Today in Kanchanaburi we had a day of history and remembrance. It started off with a Tuk Tuk ride down into the centre of Kanchanaburi where our first stop had to be the famous River Kwai Bridge – part of the Death Railway linking Thailand to Myanmar (Burma). The bridge was full of tourists (us included) taking pictures although we were the only ones whistling the famous tune!! This part of the railway line is still used so when a train comes along you have to step off the tracks into little spaces that have been made along the bridge but there aren’t many trains on a daily basis in this area and they go quite slow along here so you have plenty of time to move.
Views from the bridge are fantastic if you look in any direction apart from at the start of the bridge back to the town which is filled with various cheap and tatty street vendors etc selling there wares.
We then visited the JEATH Museum (Japanese, English, American, Australian, Thai, Holland – the main nationalities involved in the construction of the railway albeit most of these were POW’s) – we didn’t spend a lot of time at this museum as it was fairly basic although at one side to part of the museum that had figures / statues and narrative on Hitler, Mussolini, and some Japanese Generals etc and on the other side they had Churchill, Stalin, Truman, General MacArthur none of which looked much like the original people. There is another JEATH museum called JEATH War Museum which is a reconstruction of the POW’s thatched detention huts with cramped elevated bamboo bunks which may have been better but we hadn’t realised that they were two different museums.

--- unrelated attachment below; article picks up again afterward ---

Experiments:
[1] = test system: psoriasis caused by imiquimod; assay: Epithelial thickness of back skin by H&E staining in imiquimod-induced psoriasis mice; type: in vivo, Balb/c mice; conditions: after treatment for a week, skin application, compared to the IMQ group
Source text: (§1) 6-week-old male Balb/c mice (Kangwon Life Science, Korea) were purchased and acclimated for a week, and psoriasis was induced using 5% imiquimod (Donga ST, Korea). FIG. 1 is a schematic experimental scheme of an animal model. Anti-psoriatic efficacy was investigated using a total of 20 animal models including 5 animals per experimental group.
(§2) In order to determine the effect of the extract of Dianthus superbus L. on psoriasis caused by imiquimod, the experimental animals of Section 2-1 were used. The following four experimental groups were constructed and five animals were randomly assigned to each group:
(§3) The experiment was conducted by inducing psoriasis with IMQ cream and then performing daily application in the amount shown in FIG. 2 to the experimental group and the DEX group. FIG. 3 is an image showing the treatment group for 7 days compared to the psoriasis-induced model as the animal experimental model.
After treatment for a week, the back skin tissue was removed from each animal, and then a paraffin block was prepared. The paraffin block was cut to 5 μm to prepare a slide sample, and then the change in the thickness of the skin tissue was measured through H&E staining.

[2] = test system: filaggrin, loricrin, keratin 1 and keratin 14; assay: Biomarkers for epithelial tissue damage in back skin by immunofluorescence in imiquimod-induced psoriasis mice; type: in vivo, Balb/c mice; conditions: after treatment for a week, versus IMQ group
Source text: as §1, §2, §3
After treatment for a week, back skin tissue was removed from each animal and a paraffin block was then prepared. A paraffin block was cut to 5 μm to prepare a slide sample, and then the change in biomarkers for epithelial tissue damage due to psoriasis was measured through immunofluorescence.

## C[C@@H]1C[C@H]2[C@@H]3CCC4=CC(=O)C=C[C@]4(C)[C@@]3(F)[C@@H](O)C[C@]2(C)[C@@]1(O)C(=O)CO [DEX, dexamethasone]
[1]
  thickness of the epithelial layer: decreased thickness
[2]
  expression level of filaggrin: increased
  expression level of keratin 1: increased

We then made our way to the Thailand-Burma Railway Centre which gives you the history of the Railway during WWII which was really informative and interesting. The Japanese actually brought the bridge from Java and got the POW’s to reconstruct / reassemble it over the Kwae Yai River.
After this we wandered into the Kanchanaburi War Cemetery (Don Rak) where there are the remains of 6982 POW’s who died during the construction of the Death Railway (over 100,000 men lost their lives in total). This cemetery contains mostly British (and the commonwealth) Australian, and Dutch (most of the Americans bodies were repatriated) and the cemetery and graves were beautifully maintained – the atmosphere was one of serene calm. We took the time to wander to each corner of the cemetery as whilst it may seem silly we felt some of the graves at the back probably didn’t get visited as much as the ones nearer the front and we wanted to make sure that they were not forgotten too. The vast majority of the graves had the soldiers name, battalion, and year of birth and death and age and some had a little message from family and loved ones on it.
The graves were divided into sections – Britons, Dutch, and Australian and then in a shaded corner under a large tree we came across a number of graves for unknown soldiers. A very solemn and reflective end to our trip around Kanchnaburi but one that we found very poignant and worthwhile.